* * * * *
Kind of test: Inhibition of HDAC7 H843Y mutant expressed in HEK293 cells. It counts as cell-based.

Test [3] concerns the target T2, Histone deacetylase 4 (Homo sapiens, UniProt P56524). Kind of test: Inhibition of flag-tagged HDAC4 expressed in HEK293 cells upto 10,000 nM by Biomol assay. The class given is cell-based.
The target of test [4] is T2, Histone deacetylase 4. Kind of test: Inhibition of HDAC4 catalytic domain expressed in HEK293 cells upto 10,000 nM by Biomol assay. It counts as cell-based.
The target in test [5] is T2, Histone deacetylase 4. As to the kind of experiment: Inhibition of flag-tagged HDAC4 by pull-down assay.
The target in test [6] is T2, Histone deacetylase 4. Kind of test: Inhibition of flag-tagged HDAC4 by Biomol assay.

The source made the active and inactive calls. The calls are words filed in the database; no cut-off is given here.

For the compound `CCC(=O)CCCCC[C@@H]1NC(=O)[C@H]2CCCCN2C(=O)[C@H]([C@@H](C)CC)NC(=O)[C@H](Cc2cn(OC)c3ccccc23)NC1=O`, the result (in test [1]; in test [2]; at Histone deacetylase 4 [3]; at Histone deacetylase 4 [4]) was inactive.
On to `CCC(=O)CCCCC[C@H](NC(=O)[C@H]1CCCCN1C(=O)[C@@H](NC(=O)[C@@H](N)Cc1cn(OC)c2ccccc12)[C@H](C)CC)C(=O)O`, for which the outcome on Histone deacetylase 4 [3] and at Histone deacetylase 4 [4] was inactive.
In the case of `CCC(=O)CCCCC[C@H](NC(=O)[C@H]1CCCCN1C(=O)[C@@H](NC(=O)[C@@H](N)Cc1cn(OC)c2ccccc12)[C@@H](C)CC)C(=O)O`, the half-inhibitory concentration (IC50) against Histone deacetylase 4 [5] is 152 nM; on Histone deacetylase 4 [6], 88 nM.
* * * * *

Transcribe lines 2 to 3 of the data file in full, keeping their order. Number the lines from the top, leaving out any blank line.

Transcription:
Test [3] concerns the target T2, Histone deacetylase 4 (Homo sapiens, UniProt P56524). Kind of test: Inhibition of flag-tagged HDAC4 expressed in HEK293 cells upto 10,000 nM by Biomol assay. The class given is cell-based.
The target of test [4] is T2, Histone deacetylase 4. Kind of test: Inhibition of HDAC4 catalytic domain expressed in HEK293 cells upto 10,000 nM by Biomol assay. It counts as cell-based.